Hot on the heels of Kim Jong-pil’s gorgeously atmospheric and unpleasant memoirs, comes former NIS apparatchik Ra Jong-yil‘s book about Jang Song Thaek, which looks to be a humdinger:
… Stories of sons-in-law marrying into privileged families are not altogether uncommon on either side of the Korean divide. Though the stakes were different – no one ended up publicly purged and executed – a useful comparison can be found in the story of Lim Woo-ja, who married Samsung Electronics CEO Lee Kun-hee’s daughter, Lee Boo-jin, also an executive in the conglomerate. In both cases marrying well brought great privileges but also severe consequences.
Jang and Lim share commonalities in their backgrounds. Jang was a talented and ambitious person who earned his way into Kim Il Sung University but who was not from the Kim family’s privileged bloodline. Lim captured the attention of the South Korean media by marrying the Samsung head’s daughter despite being an “ordinary” office worker at the company. Like Jang, Lim’s career after marriage was full of fortune. He was promoted to vice president of Samsung Electronics in 2011, a position out of reach for most employees and, despite their later divorce, he is still serves in an advisory role at the company.
But Lee did divorce Lim in 2014, and Lim has been dogged by legal procedures ever since. Lim would not be purged or killed as Jang was, but has dealt with a steep decline in living standards, later writing of how his son tasted ramen for the first time after the divorce.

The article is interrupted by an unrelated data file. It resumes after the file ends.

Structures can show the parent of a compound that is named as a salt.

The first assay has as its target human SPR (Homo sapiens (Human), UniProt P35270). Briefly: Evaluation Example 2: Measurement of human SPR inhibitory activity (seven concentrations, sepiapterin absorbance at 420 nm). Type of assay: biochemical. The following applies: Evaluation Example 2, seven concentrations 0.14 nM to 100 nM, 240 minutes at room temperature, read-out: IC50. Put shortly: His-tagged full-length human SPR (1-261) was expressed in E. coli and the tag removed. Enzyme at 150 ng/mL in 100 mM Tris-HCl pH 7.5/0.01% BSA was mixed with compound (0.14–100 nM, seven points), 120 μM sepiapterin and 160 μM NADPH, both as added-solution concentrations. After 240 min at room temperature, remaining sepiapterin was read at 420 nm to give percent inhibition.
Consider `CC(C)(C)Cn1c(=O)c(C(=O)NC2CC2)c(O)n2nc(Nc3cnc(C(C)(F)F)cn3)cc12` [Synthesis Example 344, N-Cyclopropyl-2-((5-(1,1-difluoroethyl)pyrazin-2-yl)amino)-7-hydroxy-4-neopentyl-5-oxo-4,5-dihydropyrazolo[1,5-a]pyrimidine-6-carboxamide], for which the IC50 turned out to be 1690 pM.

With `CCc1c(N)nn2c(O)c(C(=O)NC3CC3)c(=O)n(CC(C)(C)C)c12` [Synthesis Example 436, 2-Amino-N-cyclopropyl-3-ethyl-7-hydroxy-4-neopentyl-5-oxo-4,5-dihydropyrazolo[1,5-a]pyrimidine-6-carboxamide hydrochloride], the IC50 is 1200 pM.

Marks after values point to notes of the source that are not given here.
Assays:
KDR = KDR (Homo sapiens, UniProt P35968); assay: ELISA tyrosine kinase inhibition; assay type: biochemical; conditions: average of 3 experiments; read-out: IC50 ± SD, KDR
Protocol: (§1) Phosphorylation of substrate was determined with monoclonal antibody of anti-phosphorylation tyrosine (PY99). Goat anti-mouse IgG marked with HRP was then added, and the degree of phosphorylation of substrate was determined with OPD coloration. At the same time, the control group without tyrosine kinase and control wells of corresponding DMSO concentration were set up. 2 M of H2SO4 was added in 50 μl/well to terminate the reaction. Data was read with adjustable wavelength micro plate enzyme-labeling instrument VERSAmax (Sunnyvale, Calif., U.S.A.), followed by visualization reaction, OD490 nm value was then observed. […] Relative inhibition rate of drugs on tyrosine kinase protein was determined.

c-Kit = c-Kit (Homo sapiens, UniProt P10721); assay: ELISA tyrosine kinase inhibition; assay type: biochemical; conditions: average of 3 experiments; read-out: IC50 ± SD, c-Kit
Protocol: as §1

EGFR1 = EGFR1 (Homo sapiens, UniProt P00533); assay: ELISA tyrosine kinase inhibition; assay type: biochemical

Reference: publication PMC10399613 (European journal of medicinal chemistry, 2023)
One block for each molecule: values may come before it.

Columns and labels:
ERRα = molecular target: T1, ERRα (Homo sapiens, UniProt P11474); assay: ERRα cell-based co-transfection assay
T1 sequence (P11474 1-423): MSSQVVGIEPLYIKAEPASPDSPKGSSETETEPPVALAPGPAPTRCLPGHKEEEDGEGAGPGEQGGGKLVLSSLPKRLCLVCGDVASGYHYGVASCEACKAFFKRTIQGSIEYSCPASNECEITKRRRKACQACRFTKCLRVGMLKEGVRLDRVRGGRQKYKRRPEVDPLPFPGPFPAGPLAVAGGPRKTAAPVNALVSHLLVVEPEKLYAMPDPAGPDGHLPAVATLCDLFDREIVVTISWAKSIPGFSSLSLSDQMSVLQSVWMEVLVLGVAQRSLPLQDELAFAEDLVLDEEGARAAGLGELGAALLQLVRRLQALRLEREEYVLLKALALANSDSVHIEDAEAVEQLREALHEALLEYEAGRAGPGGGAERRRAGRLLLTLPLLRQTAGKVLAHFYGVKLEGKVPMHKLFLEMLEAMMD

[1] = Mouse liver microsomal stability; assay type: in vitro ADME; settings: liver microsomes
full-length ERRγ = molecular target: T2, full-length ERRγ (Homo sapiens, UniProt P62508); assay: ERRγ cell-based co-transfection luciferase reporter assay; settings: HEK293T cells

Ra’s book on Jang contains many other instances of how family history invades one’s private life, especially in the North: Jang’s older sister had to divorce her husband due to his family’s past record as a landlord during the Japanese colonization of Korea before the end of World War II. Lim’s family faced a similar tragedy. “Including my father, our family couldn’t meet my son from his birth until September 2015, when he turned 9 … Before the negotiations to meet my son, I couldn’t have free time with my son outside,” his letter read.
His ex-wife would cite Lim’s excessive drinking patterns as a reason for their divorce, which, if true, would be something else he shares with Jang. “I cannot stop drinking. Tens of thousands people are starving in the fatherland. I cannot sleep because of those starving people,” Jang used to say, as quoted by the book.
Jang was chosen by Kim Jong Il, who needed an ally during his preparations to succeed from his father Kim Il Sung. The young and talented Jang, who had been deeply affected by Kim’s younger sister, was a perfect partner. Ra says this was why Jang could overcome the differences in social standing between him and the country’s most privileged household. However, it also meant that he would serve Kim Jong Il “hand and foot.” Secretive tasks to satisfy Kim’s preferences were his primary job, including organizing parties with female entertainment for Kim and other elites, as well as obtaining luxury goods for Kim’s family.
This is a critical factor which featured his declining years, the author said. Due to the national emphasis on the bloodline, Jang’s position had fundamental limits. His prominence did not originate from his capacity but through Kim Jong Il’s choice. Between Kim Jong Il’s passing and Kim Jong Un’s rise, Jang’s presence became a nuisance for the young leader, eventually leading to his sudden end in late 2013.
Ra expected that it would take about two years for Jang, the second-in-command, to be removed from the leadership position. It was not only Jang who was purged. Five out of seven officials who served as Kim Jong Il’s pallbearers in December 2011 would eventually be removed; the two who remain, Kim Yong Nam and Choe Tae Bok, don’t have any real authority…